2016 Leadership award winner for Vision

Josh Tetrick

Hampton Creek

Breaking up the egg industry has been Josh Tetrick’s goal for the past four years and he has 34 eggless SKUs to show for it.


Tetrick, 35, is an ambitious entrepreneur with no previous experience in the food industry, yet he’s raised in excess of $200 million from investors. His vision is not to convert the world to veganism, he says, but for everyone to buy and love his dairy-free products, regardless of their diets. “I want to throw out the typical rules, do things faster and deeper,” he says. 

This man in a hurry is from Birmingham, Alabama, and grew up on a diet of chicken wings, biscuits, and grits. The seven years he spent in sub-Saharan Africa greatly affected him, first as a Fulbright Scholar in Nigeria, then working with the Liberian government on investment policies, and with the United Nations in Kenya. In South Africa, he was involved in children’s education and social programs.

“My impact was negligible and that was really frustrating for me,” he rued. He began to dream of doing more for the impoverished people he had encountered there.

While living in Los Angeles in 2011, he co-founded Hampton Creek in his 300-square-foot apartment. He had given up chicken wings long ago to become a vegetarian, and then a vegan—and believed that the current approach to food production needs to change. “We need to take the animal out of the equation and put values back in, and we need a whole new model to make our current system obsolete. Everyone I meet with agrees that food that’s a little more healthful, that tastes better and is better for the land, should be less expensive.”

To match those principles, he decided to create a faux mayonnaise. “I wanted it play out in places around the world that don’t have refrigerators,” he says.

In 2012, he moved to San Francisco to take advantage of the tech workforce. Early investors allowed him to hire a team of data scientists and biochemists to come up with a plant-based formula that would effectively mock mayonnaise. The answer turned out to be non-GMO pea protein blended with canola oil, lemon juice concentrate, white vinegar, garlic, and spices. Just Mayo launched at the end of 2013.


Thousands of outlets carry Just Mayo, from natural food stores to Walmart, Target, Costco, Kroger, Winn-Dixie, and Piggly Wiggly. Compass Group, North America’s leading foodservice company, raking in more than $12 billion in annual revenue, switched from Hellmann’s to Just Mayo for the cafes, cafeterias, and kitchens they supply at Fortune 500 companies, universities, hospitals, museums, and football stadiums. Hampton Creek products are also stocked at 2,300 grade schools and the company also sells other egg-free products such as Just Cookie Dough, Just Cookies, Just Muffins, Just Pancakes, Just Waffles, and Just Balsamic. But it’s Just Mayo that is getting the most attention.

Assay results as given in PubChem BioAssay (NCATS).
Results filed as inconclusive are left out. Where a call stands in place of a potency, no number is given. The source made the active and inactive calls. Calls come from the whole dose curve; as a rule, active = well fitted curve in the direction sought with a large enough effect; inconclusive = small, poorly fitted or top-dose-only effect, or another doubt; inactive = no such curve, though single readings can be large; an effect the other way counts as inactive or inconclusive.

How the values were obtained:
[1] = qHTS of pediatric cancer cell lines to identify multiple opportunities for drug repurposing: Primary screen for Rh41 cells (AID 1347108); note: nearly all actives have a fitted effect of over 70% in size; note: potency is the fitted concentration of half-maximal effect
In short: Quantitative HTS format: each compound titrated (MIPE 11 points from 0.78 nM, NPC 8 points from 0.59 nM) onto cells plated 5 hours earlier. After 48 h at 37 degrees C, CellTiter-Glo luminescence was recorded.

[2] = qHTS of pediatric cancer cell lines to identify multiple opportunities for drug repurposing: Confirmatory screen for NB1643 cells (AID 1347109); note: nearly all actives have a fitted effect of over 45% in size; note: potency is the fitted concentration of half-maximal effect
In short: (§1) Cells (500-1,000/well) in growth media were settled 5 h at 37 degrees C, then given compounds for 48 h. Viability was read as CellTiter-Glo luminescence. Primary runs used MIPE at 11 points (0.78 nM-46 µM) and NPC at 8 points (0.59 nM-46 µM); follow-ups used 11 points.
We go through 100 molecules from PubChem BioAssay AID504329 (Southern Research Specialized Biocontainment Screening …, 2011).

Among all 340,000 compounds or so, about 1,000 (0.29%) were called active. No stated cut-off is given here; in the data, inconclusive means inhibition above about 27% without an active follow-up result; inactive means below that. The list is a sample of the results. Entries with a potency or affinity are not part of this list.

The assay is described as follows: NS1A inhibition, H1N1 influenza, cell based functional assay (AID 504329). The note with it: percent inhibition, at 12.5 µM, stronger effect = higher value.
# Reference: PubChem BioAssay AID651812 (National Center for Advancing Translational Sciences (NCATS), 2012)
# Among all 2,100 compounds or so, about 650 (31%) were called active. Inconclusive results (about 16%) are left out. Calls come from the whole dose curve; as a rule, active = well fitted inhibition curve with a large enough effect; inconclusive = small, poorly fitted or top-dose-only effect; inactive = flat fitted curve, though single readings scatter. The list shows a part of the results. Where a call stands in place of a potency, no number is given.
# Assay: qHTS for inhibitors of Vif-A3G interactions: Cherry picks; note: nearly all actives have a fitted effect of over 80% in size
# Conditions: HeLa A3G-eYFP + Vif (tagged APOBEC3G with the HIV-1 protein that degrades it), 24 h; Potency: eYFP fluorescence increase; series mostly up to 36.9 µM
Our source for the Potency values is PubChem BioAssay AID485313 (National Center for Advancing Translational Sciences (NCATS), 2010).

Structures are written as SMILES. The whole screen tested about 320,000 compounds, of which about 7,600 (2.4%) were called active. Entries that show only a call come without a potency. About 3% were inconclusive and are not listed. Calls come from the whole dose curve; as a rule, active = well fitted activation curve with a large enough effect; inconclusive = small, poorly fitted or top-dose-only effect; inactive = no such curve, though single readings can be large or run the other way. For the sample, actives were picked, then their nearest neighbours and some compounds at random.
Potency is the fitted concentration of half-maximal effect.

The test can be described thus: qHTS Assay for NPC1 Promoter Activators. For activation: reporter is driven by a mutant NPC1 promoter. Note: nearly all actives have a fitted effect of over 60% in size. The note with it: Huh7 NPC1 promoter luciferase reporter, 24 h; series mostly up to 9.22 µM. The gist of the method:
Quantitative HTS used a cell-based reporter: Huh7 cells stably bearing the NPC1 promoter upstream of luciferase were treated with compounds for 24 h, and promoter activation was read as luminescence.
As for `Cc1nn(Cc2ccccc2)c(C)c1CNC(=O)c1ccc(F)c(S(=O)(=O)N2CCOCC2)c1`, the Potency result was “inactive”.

Unilever, which owns Hellmann’s, had earlier filed a lawsuit against Hampton Creek, arguing that Just Mayo was mislabeled since its logo is egg-shaped. According to the FDA, mayonnaise must contain “egg yolk-containing ingredients.” Amid bad press, Unilever withdrew its lawsuit.

“The USDA will be making a decision soon on the Just Mayo name,” Tetrick says. “I feel good about it.”

Just Mayo has clearly become a threat to the established egg industry. Last fall there was more trouble when the American Egg Board, whose members are appointed by the US Secretary of Agriculture, actively campaigned against it. The organization accused Hampton Creek of misbranding and allegedly lobbied Whole Foods and other stores to remove it from the shelves. Tetrick issued a statement “calling for a Congressional investigation into what happened, and we’re optimistic that Congress takes us up on that.” In October, American Egg Board CEO Joanne Ivy resigned over the controversy.

The Future

Tetrick has not forgotten about his commitment to Africa. He has a team in Liberia structuring a project called Just Cafe, an initiative to help young girls from slums understand entrepreneurship. “They’re victims of awful things and so resilient and bold and incredibly creative,” he exuded. Just Cafe is an incubator, he explained, where organizations will partner with Hampton Creek to nurture ideas about the food business and teach marketing and sales techniques.

Hampton Creek recently moved to new headquarters in downtown San Francisco, a 93,000-square-foot facility that once produced chocolate. “Four years ago it was me and my golden retriever,” Tetrick says, “and now I have 90 people on staff.” There is more than enough room for extensive research and development. 

In 2016, the company will expand globally, launching products in China through an e-commerce platform. Tetrick expects the company to go public before long. “We’ve had a few acquisition offers, but that’s not our path,” he says. “Ultimately, for us to do what we want to do and have amazing impact, we want to stay in control.”